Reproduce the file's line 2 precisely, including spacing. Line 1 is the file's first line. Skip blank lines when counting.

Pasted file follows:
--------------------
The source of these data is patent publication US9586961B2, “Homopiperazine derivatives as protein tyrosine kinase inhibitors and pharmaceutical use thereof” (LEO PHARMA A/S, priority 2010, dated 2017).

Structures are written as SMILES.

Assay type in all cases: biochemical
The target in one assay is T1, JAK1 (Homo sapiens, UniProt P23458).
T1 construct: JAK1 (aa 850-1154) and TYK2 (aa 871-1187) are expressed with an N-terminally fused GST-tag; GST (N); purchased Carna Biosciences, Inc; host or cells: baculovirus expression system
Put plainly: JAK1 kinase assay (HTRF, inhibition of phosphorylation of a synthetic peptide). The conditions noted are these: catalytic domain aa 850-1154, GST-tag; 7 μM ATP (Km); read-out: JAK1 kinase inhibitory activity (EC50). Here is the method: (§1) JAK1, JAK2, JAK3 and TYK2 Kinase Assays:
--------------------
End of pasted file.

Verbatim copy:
Structures are written as SMILES.